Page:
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Hereditary antithrombin deficiency is a disorder of blood clotting. People with this condition are at higher than average risk for developing abnormal blood clots, particularly a type of clot that occurs in the deep veins of the legs. This type of clot is called a deep vein thrombosis (DVT). Affected individuals also have an increased risk of developing a pulmonary embolism (PE), which is a clot that travels through the bloodstream and lodges in the lungs. In hereditary antithrombin deficiency, abnormal blood clots usually form only in veins, although they may rarely occur in arteries.
About half of people with hereditary antithrombin deficiency will develop at least one abnormal blood clot during their lifetime. These clots usually develop after adolescence.
Other factors can increase the risk of abnormal blood clots in people with hereditary antithrombin deficiency. These factors include increasing age, surgery, or immobility. The combination of hereditary antithrombin deficiency and other inherited disorders of blood clotting can also influence risk. Women with hereditary antithrombin deficiency are at increased risk of developing an abnormal blood clot during pregnancy or soon after delivery. They also may have an increased risk for pregnancy loss (miscarriage) or stillbirth.
Hereditary antithrombin deficiency is estimated to occur in about 1 in 2,000 to 3,000 individuals. Of people who have experienced an abnormal blood clot, about 1 in 20 to 200 have hereditary antithrombin deficiency.
Hereditary antithrombin deficiency is caused by mutations in the SERPINC1 gene. This gene provides instructions for producing a protein called antithrombin (previously known as antithrombin III). This protein is found in the bloodstream and is important for controlling blood clotting. Antithrombin blocks the activity of proteins that promote blood clotting, especially a protein called thrombin.
Most of the mutations that cause hereditary antithrombin deficiency change single protein building blocks (amino acids) in antithrombin, which disrupts its ability to control blood clotting. Individuals with this condition do not have enough functional antithrombin to inactivate clotting proteins, which results in the increased risk of developing abnormal blood clots.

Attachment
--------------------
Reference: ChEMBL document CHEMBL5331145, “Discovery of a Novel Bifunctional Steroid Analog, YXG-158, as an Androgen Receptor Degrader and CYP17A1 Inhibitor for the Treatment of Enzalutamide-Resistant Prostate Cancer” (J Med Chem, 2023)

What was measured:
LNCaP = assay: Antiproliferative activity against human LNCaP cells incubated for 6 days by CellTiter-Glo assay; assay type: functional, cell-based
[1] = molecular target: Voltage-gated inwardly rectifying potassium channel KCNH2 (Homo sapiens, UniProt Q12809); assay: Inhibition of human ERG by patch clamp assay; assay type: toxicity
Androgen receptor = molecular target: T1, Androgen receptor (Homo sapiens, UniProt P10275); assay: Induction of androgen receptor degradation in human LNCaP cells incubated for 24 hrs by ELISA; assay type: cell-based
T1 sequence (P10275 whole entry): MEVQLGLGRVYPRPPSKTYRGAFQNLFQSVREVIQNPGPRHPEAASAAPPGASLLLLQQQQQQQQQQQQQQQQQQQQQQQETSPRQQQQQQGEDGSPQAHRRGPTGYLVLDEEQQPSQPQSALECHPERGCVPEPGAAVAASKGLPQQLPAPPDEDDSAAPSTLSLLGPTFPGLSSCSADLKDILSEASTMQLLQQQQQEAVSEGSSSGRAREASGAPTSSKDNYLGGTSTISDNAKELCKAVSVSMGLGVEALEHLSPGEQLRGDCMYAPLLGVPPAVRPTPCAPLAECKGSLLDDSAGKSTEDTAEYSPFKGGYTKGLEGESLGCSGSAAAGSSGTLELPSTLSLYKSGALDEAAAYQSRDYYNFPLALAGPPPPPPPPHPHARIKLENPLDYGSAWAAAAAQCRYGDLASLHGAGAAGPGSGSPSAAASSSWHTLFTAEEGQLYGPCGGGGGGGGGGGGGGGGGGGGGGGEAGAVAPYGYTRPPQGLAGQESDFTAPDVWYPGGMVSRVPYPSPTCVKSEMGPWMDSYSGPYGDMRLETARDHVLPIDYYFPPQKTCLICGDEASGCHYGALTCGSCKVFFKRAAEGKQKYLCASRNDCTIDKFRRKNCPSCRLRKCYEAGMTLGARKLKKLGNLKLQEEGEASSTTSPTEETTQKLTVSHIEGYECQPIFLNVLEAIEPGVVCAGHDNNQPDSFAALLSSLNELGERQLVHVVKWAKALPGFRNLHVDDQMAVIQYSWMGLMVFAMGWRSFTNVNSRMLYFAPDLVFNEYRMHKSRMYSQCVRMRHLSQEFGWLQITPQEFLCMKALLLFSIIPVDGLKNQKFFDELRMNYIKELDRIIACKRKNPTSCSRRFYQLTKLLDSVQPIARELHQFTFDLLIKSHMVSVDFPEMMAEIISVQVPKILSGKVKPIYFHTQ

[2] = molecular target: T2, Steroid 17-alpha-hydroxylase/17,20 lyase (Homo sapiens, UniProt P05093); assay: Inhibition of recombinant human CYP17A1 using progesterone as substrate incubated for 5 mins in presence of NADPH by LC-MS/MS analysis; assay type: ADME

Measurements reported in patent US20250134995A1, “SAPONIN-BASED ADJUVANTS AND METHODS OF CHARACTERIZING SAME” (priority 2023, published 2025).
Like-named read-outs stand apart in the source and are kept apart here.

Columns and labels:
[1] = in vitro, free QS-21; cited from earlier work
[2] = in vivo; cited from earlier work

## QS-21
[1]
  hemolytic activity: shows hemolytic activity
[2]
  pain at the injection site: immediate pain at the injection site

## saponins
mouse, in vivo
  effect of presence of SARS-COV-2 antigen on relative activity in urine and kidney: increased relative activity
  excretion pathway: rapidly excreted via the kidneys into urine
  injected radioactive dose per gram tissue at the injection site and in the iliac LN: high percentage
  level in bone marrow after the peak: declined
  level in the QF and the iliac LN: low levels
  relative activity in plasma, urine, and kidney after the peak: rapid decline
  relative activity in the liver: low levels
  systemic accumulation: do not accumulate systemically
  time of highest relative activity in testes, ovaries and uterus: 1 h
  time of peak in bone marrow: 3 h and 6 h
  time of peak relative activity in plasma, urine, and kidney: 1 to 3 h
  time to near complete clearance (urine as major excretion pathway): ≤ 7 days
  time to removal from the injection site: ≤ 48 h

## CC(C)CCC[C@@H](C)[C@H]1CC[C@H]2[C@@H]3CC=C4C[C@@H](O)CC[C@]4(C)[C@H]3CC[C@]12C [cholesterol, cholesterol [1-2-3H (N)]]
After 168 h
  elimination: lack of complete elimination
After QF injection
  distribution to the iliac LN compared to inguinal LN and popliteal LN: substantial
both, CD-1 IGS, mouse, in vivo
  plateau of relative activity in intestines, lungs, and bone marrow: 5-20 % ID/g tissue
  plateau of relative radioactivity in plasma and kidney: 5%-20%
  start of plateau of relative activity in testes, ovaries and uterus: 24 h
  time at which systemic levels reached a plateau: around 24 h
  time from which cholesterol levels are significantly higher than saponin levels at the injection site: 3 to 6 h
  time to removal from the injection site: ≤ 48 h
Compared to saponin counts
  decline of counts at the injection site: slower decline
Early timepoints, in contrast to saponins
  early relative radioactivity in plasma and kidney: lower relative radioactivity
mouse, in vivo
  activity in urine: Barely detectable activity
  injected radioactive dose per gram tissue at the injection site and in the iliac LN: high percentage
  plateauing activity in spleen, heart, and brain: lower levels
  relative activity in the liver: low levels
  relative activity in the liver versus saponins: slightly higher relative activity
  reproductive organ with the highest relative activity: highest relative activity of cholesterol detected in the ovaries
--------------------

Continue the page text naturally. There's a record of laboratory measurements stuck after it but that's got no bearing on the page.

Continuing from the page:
Changes in this gene are associated with hereditary antithrombin deficiency.
Hereditary antithrombin deficiency is typically inherited in an autosomal dominant pattern, which means one altered copy of the SERPINC1 gene in each cell is sufficient to cause the disorder. Inheriting two altered copies of this gene in each cell is usually incompatible with life; however, a few severely affected individuals have been reported with mutations in both copies of the SERPINC1 gene in each cell.
These resources address the diagnosis or management of hereditary antithrombin deficiency and may include treatment providers.
You might also find information on the diagnosis or management of hereditary antithrombin deficiency in Educational resources (http://www.ghr.nlm.nih.gov/condition/hereditary-antithrombin-deficiency/show/Educational+resources) and Patient support (http://www.ghr.nlm.nih.gov/condition/hereditary-antithrombin-deficiency/show/Patient+support).
General information about the diagnosis (http://ghr.nlm.nih.gov/handbook/consult/diagnosis) and management (http://ghr.nlm.nih.gov/handbook/consult/treatment) of genetic conditions is available in the Handbook. Read more about genetic testing (http://ghr.nlm.nih.gov/handbook/testing), particularly the difference between clinical tests and research tests (http://ghr.nlm.nih.gov/handbook/testing/researchtesting).
To locate a healthcare provider, see How can I find a genetics professional in my area? (http://ghr.nlm.nih.gov/handbook/consult/findingprofessional) in the Handbook.
You may find the following resources about hereditary antithrombin deficiency helpful. These materials are written for the general public.
You may also be interested in these resources, which are designed for healthcare professionals and researchers.
For more information about naming genetic conditions, see the Genetics Home Reference Condition Naming Guidelines (http://ghr.nlm.nih.gov/ConditionNameGuide) and How are genetic conditions and genes named? (http://ghr.nlm.nih.gov/handbook/mutationsanddisorders/naming) in the Handbook.
Ask the Genetic and Rare Diseases Information Center (http://rarediseases.info.nih.gov/GARD/).
acids ; arteries ; autosomal ; autosomal dominant ; blood clotting ; cell ; clotting ; congenital ; deficiency ; embolism ; gene ; protein ; pulmonary ; pulmonary embolism ; surgery ; thrombin ; thrombosis ; veins
You may find definitions for these and many other terms in the Genetics Home Reference Glossary (http://www.ghr.nlm.nih.gov/glossary).
The resources on this site should not be used as a substitute for professional medical care or advice. Users seeking information about a personal genetic disease, syndrome, or condition should consult with a qualified healthcare professional. See How can I find a genetics professional in my area? (http://ghr.nlm.nih.gov/handbook/consult/findingprofessional) in the Handbook.